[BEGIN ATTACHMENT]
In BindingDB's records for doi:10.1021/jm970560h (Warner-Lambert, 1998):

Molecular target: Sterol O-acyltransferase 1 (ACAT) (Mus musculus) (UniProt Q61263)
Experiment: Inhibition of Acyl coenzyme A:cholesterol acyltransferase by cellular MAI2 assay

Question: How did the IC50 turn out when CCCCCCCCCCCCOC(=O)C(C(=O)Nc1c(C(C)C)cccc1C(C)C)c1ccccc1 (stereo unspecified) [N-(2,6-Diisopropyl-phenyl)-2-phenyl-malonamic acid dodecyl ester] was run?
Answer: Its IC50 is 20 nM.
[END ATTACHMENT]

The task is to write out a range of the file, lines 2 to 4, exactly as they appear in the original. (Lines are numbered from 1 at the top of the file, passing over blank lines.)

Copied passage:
Molecular target: Sterol O-acyltransferase 1 (ACAT) (Mus musculus) (UniProt Q61263)
Experiment: Inhibition of Acyl coenzyme A:cholesterol acyltransferase by cellular MAI2 assay

Question: How did the IC50 turn out when CCCCCCCCCCCCOC(=O)C(C(=O)Nc1c(C(C)C)cccc1C(C)C)c1ccccc1 (stereo unspecified) [N-(2,6-Diisopropyl-phenyl)-2-phenyl-malonamic acid dodecyl ester] was run?